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Why Are More Indian Companies Choosing The Frankfurt Stock Exchange?


BERLIN, GERMANY, December 30, 2010 - In November 2008, Deutsche Börse AG, (owner of the Frankfurt Stock Exchange), and the Bombay Stock Exchange (BSE) concluded a cooperation agreement in which both agreed to simplify access to their stock exchanges for companies listed on their respective markets. Since this cooperation began, there have been many Indian companies listed on the Frankfurt Stock Exchange. Here are some of the advantages of the Frankfurt Stock Exchange for Indian companies.

A comparison of the liquidity of the different international stock exchanges has shown that, in general, the liquidity of the Frankfurt Stock Exchange is significantly higher than most. Strong liquidity through high trading volume is of paramount importance for a company to develop a meaningful valuation. Without trading volume, market capital is virtually meaningless.

Companies gain electronic trading access to investors all over the world through the Frankfurt Stock Exchange’s “Xetra” trading platform. Trades executed by international investors on Xetra have increased continuously in recent years and, as of the end of 2010, more than 65% of the total trades were from countries outside Germany. Companies from more than 80 countries are listed on the Frankfurt Stock Exchange. With more international listings than any other stock exchange in the world, the Frankfurt Stock Exchange is internationally regarded as the “International Stock Exchange”. And in a landmark decision in favor of public companies, naked short selling was banned completely in Germany in June 2010. The Frankfurt Stock Exchange receives massive exposure to investor capital with more than 250 international trading institutions and more than 4,500 traders worldwide. Investors directly connected to the Frankfurt Stock Exchange represent a full 35% of the world’s investment capital. Finally, the listing procedure at the Frankfurt Stock Exchange is one of the fastest in the world and the listing fees are highly attractive compared to other international competitors of the Frankfurt Stock Exchange.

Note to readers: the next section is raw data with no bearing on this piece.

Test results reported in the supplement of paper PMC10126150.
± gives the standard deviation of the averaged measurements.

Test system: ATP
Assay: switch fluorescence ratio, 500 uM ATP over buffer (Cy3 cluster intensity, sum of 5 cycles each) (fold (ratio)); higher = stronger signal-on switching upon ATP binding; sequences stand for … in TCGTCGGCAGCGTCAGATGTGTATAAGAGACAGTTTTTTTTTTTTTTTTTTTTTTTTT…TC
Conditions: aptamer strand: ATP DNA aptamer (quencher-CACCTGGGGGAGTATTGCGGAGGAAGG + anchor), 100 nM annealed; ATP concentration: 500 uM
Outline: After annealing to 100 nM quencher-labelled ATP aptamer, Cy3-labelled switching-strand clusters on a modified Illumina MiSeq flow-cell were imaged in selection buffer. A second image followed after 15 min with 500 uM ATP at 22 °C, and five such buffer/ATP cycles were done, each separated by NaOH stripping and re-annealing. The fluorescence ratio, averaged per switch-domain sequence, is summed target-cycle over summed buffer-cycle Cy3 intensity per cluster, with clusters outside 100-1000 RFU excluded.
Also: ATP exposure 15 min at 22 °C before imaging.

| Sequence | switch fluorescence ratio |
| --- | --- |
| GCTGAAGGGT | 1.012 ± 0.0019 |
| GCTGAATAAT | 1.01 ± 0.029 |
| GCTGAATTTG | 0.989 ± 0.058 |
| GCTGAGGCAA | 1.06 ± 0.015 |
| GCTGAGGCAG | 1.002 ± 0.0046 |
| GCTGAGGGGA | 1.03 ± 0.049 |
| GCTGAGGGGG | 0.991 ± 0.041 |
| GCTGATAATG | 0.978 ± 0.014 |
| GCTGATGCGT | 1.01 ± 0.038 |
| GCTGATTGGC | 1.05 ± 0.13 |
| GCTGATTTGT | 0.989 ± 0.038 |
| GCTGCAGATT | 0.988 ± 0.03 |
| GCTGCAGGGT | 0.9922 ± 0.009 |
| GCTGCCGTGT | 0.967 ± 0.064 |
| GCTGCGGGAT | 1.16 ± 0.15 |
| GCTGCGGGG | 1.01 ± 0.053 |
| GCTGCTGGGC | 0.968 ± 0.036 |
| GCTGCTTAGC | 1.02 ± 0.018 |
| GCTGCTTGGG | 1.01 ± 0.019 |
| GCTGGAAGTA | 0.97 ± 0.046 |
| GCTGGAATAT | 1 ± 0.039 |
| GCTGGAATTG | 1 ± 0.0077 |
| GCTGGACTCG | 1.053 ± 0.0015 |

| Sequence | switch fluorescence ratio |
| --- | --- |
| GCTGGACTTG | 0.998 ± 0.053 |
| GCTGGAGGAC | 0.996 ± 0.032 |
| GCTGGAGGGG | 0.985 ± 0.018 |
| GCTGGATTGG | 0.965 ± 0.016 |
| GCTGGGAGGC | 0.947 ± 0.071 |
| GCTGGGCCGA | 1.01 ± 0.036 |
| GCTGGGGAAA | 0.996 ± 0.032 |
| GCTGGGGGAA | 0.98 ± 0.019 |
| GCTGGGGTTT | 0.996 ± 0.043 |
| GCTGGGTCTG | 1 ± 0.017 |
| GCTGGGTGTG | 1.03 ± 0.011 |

One concern for Indian issuers is that, according to Indian law, a direct listing of shares of an Indian company on a foreign stock exchange is not possible. A direct admission would be conceivable only via a holding structure if the holding (and issuer of the shares to be admitted) has its registered seat outside of India and only the operational companies are located in India. If the holding, and the issuer of the shares to be admitted, has its registered office in the European Economic Area, the issuer will be treated as European issuer. As a result, certain regulatory reliefs or exemptions for issuers from third countries, for example with respect to particular post-admission obligations, consequently do not apply. Indian companies can simply list their company utilizing a holding company structure, such as a BVI Corp or UK Plc.

There are many great reasons for Indian companies to choose the Frankfurt Stock Exchange for their primary or secondary (dual) listing. For more information on listing your Indian company on the Frankfurt Stock Exchange, contact Go Public Pros GmbH at or visit


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